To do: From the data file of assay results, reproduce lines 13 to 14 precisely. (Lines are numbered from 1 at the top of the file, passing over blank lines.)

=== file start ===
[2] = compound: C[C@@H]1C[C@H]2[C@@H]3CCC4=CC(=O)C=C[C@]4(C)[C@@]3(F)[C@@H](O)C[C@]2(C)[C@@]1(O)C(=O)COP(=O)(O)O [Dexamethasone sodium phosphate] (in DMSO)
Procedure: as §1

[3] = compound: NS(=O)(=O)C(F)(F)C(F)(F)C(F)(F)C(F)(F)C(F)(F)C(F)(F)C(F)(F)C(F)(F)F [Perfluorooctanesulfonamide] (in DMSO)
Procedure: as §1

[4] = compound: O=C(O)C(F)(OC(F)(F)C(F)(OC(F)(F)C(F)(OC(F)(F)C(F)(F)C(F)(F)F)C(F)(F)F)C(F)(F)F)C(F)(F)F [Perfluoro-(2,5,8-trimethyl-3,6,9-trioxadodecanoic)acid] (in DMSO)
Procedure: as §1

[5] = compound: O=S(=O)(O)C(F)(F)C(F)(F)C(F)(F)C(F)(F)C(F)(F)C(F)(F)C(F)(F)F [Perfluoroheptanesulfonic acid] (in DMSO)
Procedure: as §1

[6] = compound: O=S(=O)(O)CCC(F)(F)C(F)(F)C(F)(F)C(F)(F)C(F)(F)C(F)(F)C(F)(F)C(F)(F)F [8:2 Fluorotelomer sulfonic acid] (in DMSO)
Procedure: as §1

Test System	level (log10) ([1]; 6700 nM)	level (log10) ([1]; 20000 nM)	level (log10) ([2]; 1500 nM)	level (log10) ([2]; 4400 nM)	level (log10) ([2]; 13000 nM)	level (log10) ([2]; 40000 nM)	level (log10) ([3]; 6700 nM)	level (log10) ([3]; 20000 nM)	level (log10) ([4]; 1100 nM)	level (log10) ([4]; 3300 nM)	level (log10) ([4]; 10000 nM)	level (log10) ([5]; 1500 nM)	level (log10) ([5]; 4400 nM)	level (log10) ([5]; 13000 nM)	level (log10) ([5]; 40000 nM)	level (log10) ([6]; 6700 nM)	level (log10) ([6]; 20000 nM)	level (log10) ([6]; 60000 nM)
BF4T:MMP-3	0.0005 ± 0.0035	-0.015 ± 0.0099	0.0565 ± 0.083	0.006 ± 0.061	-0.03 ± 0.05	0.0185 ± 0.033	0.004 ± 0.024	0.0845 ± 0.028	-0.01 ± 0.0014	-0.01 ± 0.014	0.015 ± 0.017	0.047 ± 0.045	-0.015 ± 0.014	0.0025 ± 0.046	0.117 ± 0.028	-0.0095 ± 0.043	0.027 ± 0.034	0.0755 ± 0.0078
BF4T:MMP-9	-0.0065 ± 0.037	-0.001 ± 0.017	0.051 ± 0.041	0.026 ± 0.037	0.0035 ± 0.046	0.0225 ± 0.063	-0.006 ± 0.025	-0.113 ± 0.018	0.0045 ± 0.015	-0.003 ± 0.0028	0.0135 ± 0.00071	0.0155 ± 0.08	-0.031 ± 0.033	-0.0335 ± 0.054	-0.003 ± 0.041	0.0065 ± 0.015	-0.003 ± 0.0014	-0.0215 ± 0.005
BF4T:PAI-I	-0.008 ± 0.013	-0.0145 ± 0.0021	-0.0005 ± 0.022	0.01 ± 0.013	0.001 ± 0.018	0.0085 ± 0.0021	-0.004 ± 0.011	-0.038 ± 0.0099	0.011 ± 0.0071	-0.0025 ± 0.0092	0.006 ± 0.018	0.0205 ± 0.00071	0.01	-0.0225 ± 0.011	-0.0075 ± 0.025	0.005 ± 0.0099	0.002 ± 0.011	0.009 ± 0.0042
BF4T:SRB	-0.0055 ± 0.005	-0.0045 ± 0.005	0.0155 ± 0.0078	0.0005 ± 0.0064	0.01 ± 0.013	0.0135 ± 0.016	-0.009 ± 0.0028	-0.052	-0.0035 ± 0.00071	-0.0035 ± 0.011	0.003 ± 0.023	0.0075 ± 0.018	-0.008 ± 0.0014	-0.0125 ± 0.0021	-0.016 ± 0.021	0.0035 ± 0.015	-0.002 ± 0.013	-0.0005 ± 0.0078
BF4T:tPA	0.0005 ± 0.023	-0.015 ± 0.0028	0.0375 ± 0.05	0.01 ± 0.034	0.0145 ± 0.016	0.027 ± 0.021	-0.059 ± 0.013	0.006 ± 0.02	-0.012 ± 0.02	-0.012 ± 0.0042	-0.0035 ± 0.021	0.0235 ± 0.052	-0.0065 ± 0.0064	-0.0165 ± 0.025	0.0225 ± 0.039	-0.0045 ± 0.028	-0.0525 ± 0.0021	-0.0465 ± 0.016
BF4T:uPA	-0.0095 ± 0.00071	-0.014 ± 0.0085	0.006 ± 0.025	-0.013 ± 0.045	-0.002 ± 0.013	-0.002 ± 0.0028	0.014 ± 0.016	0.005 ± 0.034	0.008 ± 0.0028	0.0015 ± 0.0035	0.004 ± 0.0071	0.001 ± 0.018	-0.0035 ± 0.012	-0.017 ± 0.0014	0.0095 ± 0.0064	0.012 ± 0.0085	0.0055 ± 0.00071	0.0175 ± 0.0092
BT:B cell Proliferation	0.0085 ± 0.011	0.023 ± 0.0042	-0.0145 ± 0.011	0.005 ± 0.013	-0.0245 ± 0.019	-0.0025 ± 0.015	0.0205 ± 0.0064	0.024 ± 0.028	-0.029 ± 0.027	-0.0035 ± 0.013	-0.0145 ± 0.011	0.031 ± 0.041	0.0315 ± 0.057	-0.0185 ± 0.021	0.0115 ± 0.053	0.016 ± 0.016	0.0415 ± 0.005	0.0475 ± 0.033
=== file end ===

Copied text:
BF4T:MMP-9	-0.0065 ± 0.037	-0.001 ± 0.017	0.051 ± 0.041	0.026 ± 0.037	0.0035 ± 0.046	0.0225 ± 0.063	-0.006 ± 0.025	-0.113 ± 0.018	0.0045 ± 0.015	-0.003 ± 0.0028	0.0135 ± 0.00071	0.0155 ± 0.08	-0.031 ± 0.033	-0.0335 ± 0.054	-0.003 ± 0.041	0.0065 ± 0.015	-0.003 ± 0.0014	-0.0215 ± 0.005
BF4T:PAI-I	-0.008 ± 0.013	-0.0145 ± 0.0021	-0.0005 ± 0.022	0.01 ± 0.013	0.001 ± 0.018	0.0085 ± 0.0021	-0.004 ± 0.011	-0.038 ± 0.0099	0.011 ± 0.0071	-0.0025 ± 0.0092	0.006 ± 0.018	0.0205 ± 0.00071	0.01	-0.0225 ± 0.011	-0.0075 ± 0.025	0.005 ± 0.0099	0.002 ± 0.011	0.009 ± 0.0042